With the low snow pack and warm summer temps, the climbing season will be a little shortened on Mt. Shasta this year. We expect good conditions through August on the north side and Clear Creek can be climbed as long as the weather holds up, likely through Labor Day and beyond.

BCF climbers cross the summit plateau

BCF climbers cross the summit plateau

It has been as amazingly successful season so far, we can not thank our climbers enough for allowing us the opportunity to share this experience with you. We’re looking forward to the remaining climbs on Mt. Shasta, and especially excited of the early reports of a big winter on the way! It’s never to early to be dreaming of winter storms!

Thank You! Mt. Shasta climbers, guides, and friends

September 16 was the final day of our 2013 climb and ski season on Mt. Shasta. Brandon Seymore led the strong team of  Shannon and David to the summit in full alpine conditions. Solid blue ice required multiple pitches of steep climbing and the route was full of added challenges. The final push up the summit cone the team endured hurricane winds and cold temps. Congratulations on a great effort! A fine way to cap the Mt. Shasta climbing season finishing on a high note!

Ice climbing on the Hotlum-Bolam

Ice climbing on the Hotlum-Bolam  photo: D. Webster

The south side of Mt. Shasta currently is completely barren of snow; save for a few small patches tucked into shady corners, the mountain is as dry as it gets. The north side glaciers, though sporting California’s only true permanent snow, are scree covered, sun cupped, and solid ice above 11,000′. Add to that a NOAA forecast of a wet cold front approaching the area with new snow expected this weekend and you have a recipe for difficult climbing conditions. We will schedule guided climbs once better conditions allow.

Basecamp on Shasta's northside

Mt. Shasta northside in fall  photo: M. Shamsee

2013 was Shasta Mountain Guides’ 32nd season of operation. As with previous years, our climber’s safety, enjoyment, and success is achieved through the diligent effort of our guide staff. This year’s crew is one of strongest, most dedicated group of fun and unique individuals we’ve ever seen. We can not express our gratitude enough. Thank you Rich, Dave, Dane, Kerr, Brian, Pierson, Pat, Jason, Patrick, Wilson, Joe C., Tucker, Greg, Andrew, Ryan G., Eric, Natalie, Ryan M., KP, David, Brandon, Jonas, Justin, Adam, and Joe Z.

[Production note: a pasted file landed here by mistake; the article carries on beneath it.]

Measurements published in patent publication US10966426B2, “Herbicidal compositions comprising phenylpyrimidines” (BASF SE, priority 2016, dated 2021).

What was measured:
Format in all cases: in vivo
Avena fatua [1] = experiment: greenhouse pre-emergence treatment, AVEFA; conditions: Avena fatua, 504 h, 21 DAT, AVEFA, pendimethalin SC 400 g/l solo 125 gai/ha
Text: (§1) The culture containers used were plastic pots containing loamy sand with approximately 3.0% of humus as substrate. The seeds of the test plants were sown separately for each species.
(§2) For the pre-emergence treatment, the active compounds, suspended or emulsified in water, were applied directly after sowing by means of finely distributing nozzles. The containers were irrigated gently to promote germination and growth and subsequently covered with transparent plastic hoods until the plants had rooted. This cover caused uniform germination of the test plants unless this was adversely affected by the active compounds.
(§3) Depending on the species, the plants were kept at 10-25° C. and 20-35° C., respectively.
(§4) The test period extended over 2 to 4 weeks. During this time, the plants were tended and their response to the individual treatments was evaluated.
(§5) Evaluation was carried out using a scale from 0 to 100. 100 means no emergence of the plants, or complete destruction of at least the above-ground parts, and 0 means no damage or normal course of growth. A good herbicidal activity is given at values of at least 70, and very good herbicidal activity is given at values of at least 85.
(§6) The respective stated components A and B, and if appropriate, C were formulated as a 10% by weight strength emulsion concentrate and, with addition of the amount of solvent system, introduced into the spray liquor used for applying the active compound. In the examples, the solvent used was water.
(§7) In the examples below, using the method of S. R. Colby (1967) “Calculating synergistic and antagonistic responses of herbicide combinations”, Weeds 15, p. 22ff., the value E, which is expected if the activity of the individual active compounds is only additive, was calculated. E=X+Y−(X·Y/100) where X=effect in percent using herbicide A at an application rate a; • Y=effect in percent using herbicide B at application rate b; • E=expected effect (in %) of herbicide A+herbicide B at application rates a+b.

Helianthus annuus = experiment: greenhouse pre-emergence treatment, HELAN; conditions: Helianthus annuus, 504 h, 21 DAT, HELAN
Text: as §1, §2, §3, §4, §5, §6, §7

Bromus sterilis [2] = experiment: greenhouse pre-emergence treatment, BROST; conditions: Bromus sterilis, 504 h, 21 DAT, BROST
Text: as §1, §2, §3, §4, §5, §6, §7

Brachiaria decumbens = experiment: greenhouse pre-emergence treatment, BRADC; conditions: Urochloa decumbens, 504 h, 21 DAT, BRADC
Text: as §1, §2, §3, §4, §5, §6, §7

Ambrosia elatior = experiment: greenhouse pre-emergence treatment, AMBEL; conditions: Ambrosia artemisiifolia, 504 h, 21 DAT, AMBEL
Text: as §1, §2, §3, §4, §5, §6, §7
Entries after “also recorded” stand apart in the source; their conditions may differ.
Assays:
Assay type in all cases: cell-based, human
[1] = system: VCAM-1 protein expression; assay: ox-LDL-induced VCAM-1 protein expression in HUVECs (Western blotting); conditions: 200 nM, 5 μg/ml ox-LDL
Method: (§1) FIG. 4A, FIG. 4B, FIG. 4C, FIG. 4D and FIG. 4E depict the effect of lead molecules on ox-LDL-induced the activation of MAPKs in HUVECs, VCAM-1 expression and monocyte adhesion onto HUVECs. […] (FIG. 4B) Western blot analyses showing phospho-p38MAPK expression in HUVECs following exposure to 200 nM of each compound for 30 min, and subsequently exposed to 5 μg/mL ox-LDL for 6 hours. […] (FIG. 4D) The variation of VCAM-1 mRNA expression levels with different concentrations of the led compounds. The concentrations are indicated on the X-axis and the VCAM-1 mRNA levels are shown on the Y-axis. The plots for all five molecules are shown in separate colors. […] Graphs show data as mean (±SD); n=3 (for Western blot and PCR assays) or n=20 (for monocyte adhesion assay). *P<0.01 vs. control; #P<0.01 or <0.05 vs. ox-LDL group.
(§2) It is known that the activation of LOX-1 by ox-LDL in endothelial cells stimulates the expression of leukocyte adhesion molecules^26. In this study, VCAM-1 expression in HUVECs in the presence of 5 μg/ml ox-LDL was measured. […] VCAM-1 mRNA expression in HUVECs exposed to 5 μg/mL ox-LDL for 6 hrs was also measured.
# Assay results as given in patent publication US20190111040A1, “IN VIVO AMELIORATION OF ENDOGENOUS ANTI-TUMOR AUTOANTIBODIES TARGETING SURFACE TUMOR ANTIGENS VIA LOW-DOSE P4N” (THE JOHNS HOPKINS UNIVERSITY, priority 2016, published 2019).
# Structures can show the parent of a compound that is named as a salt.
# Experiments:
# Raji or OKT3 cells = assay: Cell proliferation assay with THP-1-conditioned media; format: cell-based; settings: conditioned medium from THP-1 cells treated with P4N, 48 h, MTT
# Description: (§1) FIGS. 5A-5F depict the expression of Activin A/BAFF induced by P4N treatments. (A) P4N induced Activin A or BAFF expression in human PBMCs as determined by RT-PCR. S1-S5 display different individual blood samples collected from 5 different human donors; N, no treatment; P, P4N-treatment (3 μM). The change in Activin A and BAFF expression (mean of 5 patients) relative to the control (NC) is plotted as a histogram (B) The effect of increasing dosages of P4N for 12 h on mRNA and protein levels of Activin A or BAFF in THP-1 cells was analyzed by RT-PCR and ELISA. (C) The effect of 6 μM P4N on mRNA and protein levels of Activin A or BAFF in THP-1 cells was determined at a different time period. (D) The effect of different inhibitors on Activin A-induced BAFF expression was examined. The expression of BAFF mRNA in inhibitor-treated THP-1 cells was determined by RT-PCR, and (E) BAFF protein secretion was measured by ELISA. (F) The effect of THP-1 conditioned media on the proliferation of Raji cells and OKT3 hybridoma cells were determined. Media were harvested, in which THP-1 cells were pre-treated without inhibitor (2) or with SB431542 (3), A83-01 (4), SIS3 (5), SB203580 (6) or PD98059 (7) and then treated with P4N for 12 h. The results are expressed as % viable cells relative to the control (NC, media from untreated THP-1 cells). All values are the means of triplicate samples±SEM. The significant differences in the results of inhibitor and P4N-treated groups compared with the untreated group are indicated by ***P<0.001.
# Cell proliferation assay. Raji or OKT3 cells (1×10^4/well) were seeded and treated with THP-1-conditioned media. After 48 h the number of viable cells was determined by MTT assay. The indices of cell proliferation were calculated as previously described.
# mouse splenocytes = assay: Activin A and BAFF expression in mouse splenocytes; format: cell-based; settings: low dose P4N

Shasta Basecamp

Things we love: Alpine sunsets around Basecamp  ph: M. Shamsee

To those who climbed, skied, and hiked with us this year; Thank you for allowing us the opportunity to share this grand adventure with you. Mt. Shasta is a special place and we are grateful to share our local knowledge and passion for the mountain with you. Please, please share your pictures and comments on our Facebook Page and other social media, we love to hear from our guests!

Greg Cunningham summit plateau

Greg Cunningham summit plateau  photo: M. Shamsee

Fall in Mt. Shasta can be dazzling with cooling temps, changing colors on the trees, and the ever present prospect of snow coating the upper elevations. The skis are waxed and ready for the changing season, but there is still lots of time before we’ll be making laps on Green Butte. Until then, we’ll be on the rocks, in the alpine, and at the beach. Happy fall, see you when the snow flies!